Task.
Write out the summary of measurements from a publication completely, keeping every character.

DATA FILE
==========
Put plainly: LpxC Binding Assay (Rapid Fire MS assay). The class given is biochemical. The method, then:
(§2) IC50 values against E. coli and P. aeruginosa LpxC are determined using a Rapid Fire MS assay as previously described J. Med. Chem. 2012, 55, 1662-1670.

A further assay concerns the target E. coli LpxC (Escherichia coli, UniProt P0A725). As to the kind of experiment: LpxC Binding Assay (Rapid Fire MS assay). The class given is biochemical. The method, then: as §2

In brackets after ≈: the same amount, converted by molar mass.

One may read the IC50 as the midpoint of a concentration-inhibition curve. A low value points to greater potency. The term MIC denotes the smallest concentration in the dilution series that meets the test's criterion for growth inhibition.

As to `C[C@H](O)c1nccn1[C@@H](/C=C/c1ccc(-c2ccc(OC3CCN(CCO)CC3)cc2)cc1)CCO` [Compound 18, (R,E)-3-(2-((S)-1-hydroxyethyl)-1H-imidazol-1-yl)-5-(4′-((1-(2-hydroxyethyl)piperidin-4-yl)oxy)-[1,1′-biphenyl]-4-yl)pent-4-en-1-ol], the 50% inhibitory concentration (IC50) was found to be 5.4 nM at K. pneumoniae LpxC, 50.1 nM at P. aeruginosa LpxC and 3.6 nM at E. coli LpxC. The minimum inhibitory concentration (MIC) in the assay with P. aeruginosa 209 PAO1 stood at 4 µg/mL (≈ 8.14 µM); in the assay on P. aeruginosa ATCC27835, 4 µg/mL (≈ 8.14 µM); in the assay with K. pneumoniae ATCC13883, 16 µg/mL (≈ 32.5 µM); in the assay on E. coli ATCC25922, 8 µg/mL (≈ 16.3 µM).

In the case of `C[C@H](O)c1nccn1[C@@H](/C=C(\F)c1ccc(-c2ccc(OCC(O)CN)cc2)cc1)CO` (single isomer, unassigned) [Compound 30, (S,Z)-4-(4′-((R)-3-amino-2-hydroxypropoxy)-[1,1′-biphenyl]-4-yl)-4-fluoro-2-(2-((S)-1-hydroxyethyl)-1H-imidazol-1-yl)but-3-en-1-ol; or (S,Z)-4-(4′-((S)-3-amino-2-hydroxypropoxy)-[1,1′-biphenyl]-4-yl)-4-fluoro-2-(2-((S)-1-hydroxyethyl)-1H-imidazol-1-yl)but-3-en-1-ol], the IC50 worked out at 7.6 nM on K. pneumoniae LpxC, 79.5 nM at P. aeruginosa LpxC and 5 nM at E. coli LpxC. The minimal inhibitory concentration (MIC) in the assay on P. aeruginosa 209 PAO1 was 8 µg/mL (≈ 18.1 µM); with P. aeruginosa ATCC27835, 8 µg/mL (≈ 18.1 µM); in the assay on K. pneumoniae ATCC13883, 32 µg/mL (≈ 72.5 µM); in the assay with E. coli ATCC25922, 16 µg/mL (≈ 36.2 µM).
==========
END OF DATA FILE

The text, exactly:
Put plainly: LpxC Binding Assay (Rapid Fire MS assay). The class given is biochemical. The method, then:
(§2) IC50 values against E. coli and P. aeruginosa LpxC are determined using a Rapid Fire MS assay as previously described J. Med. Chem. 2012, 55, 1662-1670.

A further assay concerns the target E. coli LpxC (Escherichia coli, UniProt P0A725). As to the kind of experiment: LpxC Binding Assay (Rapid Fire MS assay). The class given is biochemical. The method, then: as §2

In brackets after ≈: the same amount, converted by molar mass.

One may read the IC50 as the midpoint of a concentration-inhibition curve. A low value points to greater potency. The term MIC denotes the smallest concentration in the dilution series that meets the test's criterion for growth inhibition.

As to `C[C@H](O)c1nccn1[C@@H](/C=C/c1ccc(-c2ccc(OC3CCN(CCO)CC3)cc2)cc1)CCO` [Compound 18, (R,E)-3-(2-((S)-1-hydroxyethyl)-1H-imidazol-1-yl)-5-(4′-((1-(2-hydroxyethyl)piperidin-4-yl)oxy)-[1,1′-biphenyl]-4-yl)pent-4-en-1-ol], the 50% inhibitory concentration (IC50) was found to be 5.4 nM at K. pneumoniae LpxC, 50.1 nM at P. aeruginosa LpxC and 3.6 nM at E. coli LpxC. The minimum inhibitory concentration (MIC) in the assay with P. aeruginosa 209 PAO1 stood at 4 µg/mL (≈ 8.14 µM); in the assay on P. aeruginosa ATCC27835, 4 µg/mL (≈ 8.14 µM); in the assay with K. pneumoniae ATCC13883, 16 µg/mL (≈ 32.5 µM); in the assay on E. coli ATCC25922, 8 µg/mL (≈ 16.3 µM).

In the case of `C[C@H](O)c1nccn1[C@@H](/C=C(\F)c1ccc(-c2ccc(OCC(O)CN)cc2)cc1)CO` (single isomer, unassigned) [Compound 30, (S,Z)-4-(4′-((R)-3-amino-2-hydroxypropoxy)-[1,1′-biphenyl]-4-yl)-4-fluoro-2-(2-((S)-1-hydroxyethyl)-1H-imidazol-1-yl)but-3-en-1-ol; or (S,Z)-4-(4′-((S)-3-amino-2-hydroxypropoxy)-[1,1′-biphenyl]-4-yl)-4-fluoro-2-(2-((S)-1-hydroxyethyl)-1H-imidazol-1-yl)but-3-en-1-ol], the IC50 worked out at 7.6 nM on K. pneumoniae LpxC, 79.5 nM at P. aeruginosa LpxC and 5 nM at E. coli LpxC. The minimal inhibitory concentration (MIC) in the assay on P. aeruginosa 209 PAO1 was 8 µg/mL (≈ 18.1 µM); with P. aeruginosa ATCC27835, 8 µg/mL (≈ 18.1 µM); in the assay on K. pneumoniae ATCC13883, 32 µg/mL (≈ 72.5 µM); in the assay with E. coli ATCC25922, 16 µg/mL (≈ 36.2 µM).